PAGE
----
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Document Abstract
Published: 1 Apr 2014

Maternal Mental Health in the Context of Community-based Home Visiting in a Re-engineered Primary Health Care System: A Case Study of the Philani Mentor Mothers Programme

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This document examines a case study of the Philani Mentor Mothers Programme - a maternal mental health intervention in South Africa. Specifically, it describes the context of global health, mental health in South Africa, and a case study of a generalist health intervention (with a maternal mental health component) by a South African NGO, Philani, within the current fluid South African health system. It analyses what the Philani experience has to offer in terms of lessons to overcome the significant obstacles to holistic and equitable health care delivery that exist in South Africa and elsewhere. 

The Philani Maternal, Child Health and Nutrition Project was established in 1979 in the ‘informal’ settlements on the outskirts of Cape Town as an intervention to prevent malnutrition, rehabilitate underweight children and promote good health. In 2008, a cluster randomised control trial was conducted and it found that:

  • there are significant benefits for mothers and infants over the first 18 months of life, specifically in the areas of children’s health and cognitive intelligence, maternal adherence to health care, and HIV prevention strategies.
  • while there might be benefits for child development in the context of perinatal depression, the primary preventive nature of community-based platforms such as Philani may not impact on moderate or severe depression.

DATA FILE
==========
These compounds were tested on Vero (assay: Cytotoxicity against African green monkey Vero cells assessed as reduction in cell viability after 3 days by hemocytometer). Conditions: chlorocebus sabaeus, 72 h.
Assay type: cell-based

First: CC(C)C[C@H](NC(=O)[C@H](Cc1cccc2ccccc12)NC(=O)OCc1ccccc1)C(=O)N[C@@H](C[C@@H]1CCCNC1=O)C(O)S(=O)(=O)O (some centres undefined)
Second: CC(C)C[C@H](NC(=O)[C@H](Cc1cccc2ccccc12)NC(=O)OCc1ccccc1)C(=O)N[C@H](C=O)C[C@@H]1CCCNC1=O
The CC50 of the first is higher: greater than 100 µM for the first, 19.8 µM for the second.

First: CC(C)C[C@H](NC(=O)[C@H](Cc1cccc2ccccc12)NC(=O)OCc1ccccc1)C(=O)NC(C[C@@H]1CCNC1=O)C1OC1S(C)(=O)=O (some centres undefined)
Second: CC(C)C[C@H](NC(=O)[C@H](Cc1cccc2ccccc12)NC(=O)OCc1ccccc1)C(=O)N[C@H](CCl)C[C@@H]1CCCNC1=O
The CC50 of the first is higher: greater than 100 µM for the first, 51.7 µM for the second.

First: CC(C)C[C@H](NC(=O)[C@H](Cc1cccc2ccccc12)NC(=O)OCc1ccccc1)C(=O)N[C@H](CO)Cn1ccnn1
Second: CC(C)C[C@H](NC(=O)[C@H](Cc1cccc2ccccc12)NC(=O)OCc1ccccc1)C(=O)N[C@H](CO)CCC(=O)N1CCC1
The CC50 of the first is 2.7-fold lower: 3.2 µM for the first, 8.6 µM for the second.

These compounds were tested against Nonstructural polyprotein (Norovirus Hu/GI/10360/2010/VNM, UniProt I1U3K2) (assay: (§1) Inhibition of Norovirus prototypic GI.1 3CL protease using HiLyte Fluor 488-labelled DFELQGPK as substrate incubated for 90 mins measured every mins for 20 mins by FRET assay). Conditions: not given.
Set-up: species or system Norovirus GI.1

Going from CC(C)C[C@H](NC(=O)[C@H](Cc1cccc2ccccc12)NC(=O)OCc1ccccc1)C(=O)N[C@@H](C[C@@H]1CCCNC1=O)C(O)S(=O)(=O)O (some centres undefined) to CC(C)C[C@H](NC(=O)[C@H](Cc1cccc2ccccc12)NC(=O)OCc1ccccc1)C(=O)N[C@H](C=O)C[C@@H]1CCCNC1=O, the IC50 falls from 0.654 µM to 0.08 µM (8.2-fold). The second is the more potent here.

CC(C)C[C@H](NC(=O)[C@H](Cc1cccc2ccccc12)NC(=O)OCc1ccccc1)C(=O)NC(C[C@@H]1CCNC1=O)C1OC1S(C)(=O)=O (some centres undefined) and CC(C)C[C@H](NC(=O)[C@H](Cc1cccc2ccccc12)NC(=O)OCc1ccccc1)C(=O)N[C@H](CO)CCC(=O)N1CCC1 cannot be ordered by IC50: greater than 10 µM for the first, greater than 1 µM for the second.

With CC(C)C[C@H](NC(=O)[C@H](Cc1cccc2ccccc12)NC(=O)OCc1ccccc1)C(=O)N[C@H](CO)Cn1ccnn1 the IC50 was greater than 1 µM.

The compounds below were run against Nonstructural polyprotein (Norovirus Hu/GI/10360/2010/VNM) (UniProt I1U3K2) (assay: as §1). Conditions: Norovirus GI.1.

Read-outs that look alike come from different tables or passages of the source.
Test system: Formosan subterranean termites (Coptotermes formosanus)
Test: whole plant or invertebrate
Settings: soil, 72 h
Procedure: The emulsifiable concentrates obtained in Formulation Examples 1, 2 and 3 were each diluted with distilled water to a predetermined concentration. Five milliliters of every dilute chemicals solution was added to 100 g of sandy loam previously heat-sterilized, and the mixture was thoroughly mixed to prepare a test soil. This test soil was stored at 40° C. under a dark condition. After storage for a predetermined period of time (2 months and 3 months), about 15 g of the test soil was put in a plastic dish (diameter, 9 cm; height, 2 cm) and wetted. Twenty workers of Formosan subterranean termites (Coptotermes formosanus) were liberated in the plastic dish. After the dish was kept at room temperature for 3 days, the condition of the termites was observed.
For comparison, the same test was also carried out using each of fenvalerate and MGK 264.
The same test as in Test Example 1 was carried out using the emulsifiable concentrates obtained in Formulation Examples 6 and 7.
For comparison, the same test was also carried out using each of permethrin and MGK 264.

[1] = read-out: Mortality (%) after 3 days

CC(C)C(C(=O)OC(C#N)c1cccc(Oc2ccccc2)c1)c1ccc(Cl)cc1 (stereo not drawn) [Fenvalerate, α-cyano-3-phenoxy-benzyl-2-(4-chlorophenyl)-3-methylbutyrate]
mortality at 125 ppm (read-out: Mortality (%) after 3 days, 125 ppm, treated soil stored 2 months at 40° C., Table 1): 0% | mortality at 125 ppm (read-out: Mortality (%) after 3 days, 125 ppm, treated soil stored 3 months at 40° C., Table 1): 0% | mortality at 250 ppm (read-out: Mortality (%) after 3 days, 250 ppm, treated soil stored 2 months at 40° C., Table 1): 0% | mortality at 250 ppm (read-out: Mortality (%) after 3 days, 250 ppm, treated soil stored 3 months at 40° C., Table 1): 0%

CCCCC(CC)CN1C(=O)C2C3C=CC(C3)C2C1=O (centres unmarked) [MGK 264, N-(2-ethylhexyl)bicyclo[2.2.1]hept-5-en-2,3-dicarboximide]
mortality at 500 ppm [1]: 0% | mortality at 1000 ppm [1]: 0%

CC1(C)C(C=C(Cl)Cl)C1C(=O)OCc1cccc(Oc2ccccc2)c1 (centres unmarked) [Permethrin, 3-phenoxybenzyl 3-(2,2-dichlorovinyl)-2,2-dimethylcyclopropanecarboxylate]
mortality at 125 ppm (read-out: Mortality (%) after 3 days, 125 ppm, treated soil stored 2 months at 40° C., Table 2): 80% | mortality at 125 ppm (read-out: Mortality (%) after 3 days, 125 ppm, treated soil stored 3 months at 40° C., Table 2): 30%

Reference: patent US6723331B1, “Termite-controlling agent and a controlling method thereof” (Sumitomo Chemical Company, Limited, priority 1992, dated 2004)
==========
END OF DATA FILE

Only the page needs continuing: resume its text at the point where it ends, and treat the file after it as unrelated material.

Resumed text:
The document concludes that:

  • despite some benefits for the infants and children of women with depression it appears that unless mental illness is directly targeted and treated, the benefits for women’s mental health may be marginal.
  • specialist interventions for maternal depression are likely to be too expensive for many lower and middle income countries (LMIC) and, therefore, evidence is needed for how specifically targeted interventions for moderate to severe depression can be integrated into primary health care and other delivery platforms.
  • there is no quick fix for health systems strengthening, or building effective human resources. The Philani approach focuses on quality, and believes that behaviour change occurs in the context of a supportive relationship.
  • unless we begin to examine ‘how’ rather than the ‘what’ of interventions, we will not be able to improve holistic population health in LMIC.
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M Tomlinson

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